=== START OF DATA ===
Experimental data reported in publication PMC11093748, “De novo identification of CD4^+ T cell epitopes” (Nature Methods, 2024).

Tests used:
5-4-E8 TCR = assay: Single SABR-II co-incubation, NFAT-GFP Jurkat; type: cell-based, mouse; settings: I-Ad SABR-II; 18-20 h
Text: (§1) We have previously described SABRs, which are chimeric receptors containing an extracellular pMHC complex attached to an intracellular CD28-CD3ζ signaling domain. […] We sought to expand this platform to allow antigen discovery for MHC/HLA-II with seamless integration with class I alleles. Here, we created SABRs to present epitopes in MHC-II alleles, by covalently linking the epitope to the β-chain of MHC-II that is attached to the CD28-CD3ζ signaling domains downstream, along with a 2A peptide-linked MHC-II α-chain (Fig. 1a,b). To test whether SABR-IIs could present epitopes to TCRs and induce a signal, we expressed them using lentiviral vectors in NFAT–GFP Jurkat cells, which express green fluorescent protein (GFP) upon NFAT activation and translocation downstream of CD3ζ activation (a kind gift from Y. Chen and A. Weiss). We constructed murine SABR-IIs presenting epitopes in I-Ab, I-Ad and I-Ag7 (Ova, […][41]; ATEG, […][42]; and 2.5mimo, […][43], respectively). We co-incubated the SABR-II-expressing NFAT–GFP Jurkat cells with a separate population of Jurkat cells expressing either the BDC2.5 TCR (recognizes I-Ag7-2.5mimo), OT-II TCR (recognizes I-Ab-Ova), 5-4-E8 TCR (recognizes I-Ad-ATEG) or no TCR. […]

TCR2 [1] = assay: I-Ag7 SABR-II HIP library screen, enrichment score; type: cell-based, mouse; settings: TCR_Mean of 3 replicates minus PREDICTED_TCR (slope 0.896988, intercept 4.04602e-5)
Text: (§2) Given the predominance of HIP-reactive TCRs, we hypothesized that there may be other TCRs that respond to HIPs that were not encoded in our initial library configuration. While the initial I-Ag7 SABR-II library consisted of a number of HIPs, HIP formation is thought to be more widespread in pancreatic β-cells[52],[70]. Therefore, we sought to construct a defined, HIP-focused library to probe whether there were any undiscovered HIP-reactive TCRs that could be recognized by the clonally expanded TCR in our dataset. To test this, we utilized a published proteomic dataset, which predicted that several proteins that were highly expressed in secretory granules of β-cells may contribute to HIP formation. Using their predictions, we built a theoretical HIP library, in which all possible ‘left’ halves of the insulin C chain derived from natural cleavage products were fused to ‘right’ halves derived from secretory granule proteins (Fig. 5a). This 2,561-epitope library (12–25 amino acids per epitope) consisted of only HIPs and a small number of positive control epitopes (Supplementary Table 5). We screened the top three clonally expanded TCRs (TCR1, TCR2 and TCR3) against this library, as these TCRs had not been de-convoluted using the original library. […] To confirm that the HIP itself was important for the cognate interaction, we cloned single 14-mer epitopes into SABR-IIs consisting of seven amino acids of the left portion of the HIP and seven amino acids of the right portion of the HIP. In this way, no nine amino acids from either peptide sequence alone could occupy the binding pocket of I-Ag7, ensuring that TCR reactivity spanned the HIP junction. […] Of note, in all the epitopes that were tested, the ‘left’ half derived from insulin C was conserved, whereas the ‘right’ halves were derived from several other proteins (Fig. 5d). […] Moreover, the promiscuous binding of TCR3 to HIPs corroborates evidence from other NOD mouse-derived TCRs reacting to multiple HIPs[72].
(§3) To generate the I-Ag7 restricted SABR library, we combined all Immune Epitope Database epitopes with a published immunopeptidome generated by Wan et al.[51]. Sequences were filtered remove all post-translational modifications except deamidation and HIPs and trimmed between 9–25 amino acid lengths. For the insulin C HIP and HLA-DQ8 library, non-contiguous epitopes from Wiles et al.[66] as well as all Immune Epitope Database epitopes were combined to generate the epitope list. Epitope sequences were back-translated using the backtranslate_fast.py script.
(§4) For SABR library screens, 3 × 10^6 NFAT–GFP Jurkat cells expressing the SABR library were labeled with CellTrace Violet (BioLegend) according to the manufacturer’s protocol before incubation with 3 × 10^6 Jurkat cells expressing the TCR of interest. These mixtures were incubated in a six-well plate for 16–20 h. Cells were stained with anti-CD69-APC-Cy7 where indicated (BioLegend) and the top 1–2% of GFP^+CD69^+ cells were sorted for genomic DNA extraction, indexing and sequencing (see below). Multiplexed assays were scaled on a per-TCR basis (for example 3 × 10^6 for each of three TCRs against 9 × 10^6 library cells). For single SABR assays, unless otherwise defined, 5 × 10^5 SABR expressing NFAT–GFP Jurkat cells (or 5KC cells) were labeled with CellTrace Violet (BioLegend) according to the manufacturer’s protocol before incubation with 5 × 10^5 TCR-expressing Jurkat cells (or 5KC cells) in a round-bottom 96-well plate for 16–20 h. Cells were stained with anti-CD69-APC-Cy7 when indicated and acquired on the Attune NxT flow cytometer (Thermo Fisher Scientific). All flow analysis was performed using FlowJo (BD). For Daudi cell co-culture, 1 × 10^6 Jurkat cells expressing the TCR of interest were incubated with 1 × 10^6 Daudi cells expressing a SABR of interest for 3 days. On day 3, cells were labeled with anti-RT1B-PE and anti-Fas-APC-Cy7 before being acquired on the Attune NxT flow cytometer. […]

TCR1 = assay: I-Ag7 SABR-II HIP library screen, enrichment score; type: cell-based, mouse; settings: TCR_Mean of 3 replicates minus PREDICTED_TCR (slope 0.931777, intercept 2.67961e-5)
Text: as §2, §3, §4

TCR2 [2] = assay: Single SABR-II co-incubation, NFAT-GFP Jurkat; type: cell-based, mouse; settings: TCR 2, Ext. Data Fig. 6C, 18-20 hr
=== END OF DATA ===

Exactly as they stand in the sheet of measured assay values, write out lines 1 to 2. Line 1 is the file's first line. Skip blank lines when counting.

Experimental data reported in publication PMC11093748, “De novo identification of CD4^+ T cell epitopes” (Nature Methods, 2024).

Tests used: